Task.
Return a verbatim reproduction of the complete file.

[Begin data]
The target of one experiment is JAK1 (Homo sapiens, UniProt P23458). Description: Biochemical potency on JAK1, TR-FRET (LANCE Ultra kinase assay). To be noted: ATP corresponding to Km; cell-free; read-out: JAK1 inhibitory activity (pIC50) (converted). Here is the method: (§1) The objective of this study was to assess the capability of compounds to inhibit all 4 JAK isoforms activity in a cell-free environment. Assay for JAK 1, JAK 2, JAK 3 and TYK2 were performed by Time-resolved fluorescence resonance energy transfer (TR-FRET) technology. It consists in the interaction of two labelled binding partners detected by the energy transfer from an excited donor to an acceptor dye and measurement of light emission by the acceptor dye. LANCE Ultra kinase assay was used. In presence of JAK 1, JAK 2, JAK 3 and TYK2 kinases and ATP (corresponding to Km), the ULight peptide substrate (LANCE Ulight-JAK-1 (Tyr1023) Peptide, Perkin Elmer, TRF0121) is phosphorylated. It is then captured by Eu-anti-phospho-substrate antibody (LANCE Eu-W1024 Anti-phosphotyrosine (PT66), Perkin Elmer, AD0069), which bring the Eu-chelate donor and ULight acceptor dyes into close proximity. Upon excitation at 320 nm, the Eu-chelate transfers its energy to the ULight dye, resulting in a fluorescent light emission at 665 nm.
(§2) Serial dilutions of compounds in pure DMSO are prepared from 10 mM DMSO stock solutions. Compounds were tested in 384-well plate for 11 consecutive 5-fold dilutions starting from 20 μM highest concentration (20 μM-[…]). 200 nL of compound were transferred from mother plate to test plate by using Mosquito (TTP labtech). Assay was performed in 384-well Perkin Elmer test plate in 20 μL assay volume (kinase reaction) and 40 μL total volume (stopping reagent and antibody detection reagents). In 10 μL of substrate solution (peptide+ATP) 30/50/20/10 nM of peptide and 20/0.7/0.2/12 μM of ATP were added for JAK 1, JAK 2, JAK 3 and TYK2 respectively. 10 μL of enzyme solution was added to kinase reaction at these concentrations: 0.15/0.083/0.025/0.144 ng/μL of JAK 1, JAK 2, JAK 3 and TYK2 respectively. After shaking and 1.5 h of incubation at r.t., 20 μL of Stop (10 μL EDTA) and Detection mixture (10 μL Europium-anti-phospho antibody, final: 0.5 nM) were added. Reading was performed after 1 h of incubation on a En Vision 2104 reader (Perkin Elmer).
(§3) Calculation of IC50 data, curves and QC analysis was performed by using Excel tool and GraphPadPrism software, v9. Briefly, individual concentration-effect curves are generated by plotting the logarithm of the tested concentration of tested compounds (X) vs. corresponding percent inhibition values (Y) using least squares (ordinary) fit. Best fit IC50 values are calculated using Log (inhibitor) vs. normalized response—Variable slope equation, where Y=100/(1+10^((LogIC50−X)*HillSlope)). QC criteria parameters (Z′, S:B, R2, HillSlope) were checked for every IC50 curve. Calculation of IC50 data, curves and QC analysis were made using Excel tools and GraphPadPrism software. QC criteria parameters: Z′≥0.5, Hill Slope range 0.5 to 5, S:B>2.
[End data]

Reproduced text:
The target of one experiment is JAK1 (Homo sapiens, UniProt P23458). Description: Biochemical potency on JAK1, TR-FRET (LANCE Ultra kinase assay). To be noted: ATP corresponding to Km; cell-free; read-out: JAK1 inhibitory activity (pIC50) (converted). Here is the method: (§1) The objective of this study was to assess the capability of compounds to inhibit all 4 JAK isoforms activity in a cell-free environment. Assay for JAK 1, JAK 2, JAK 3 and TYK2 were performed by Time-resolved fluorescence resonance energy transfer (TR-FRET) technology. It consists in the interaction of two labelled binding partners detected by the energy transfer from an excited donor to an acceptor dye and measurement of light emission by the acceptor dye. LANCE Ultra kinase assay was used. In presence of JAK 1, JAK 2, JAK 3 and TYK2 kinases and ATP (corresponding to Km), the ULight peptide substrate (LANCE Ulight-JAK-1 (Tyr1023) Peptide, Perkin Elmer, TRF0121) is phosphorylated. It is then captured by Eu-anti-phospho-substrate antibody (LANCE Eu-W1024 Anti-phosphotyrosine (PT66), Perkin Elmer, AD0069), which bring the Eu-chelate donor and ULight acceptor dyes into close proximity. Upon excitation at 320 nm, the Eu-chelate transfers its energy to the ULight dye, resulting in a fluorescent light emission at 665 nm.
(§2) Serial dilutions of compounds in pure DMSO are prepared from 10 mM DMSO stock solutions. Compounds were tested in 384-well plate for 11 consecutive 5-fold dilutions starting from 20 μM highest concentration (20 μM-[…]). 200 nL of compound were transferred from mother plate to test plate by using Mosquito (TTP labtech). Assay was performed in 384-well Perkin Elmer test plate in 20 μL assay volume (kinase reaction) and 40 μL total volume (stopping reagent and antibody detection reagents). In 10 μL of substrate solution (peptide+ATP) 30/50/20/10 nM of peptide and 20/0.7/0.2/12 μM of ATP were added for JAK 1, JAK 2, JAK 3 and TYK2 respectively. 10 μL of enzyme solution was added to kinase reaction at these concentrations: 0.15/0.083/0.025/0.144 ng/μL of JAK 1, JAK 2, JAK 3 and TYK2 respectively. After shaking and 1.5 h of incubation at r.t., 20 μL of Stop (10 μL EDTA) and Detection mixture (10 μL Europium-anti-phospho antibody, final: 0.5 nM) were added. Reading was performed after 1 h of incubation on a En Vision 2104 reader (Perkin Elmer).
(§3) Calculation of IC50 data, curves and QC analysis was performed by using Excel tool and GraphPadPrism software, v9. Briefly, individual concentration-effect curves are generated by plotting the logarithm of the tested concentration of tested compounds (X) vs. corresponding percent inhibition values (Y) using least squares (ordinary) fit. Best fit IC50 values are calculated using Log (inhibitor) vs. normalized response—Variable slope equation, where Y=100/(1+10^((LogIC50−X)*HillSlope)). QC criteria parameters (Z′, S:B, R2, HillSlope) were checked for every IC50 curve. Calculation of IC50 data, curves and QC analysis were made using Excel tools and GraphPadPrism software. QC criteria parameters: Z′≥0.5, Hill Slope range 0.5 to 5, S:B>2.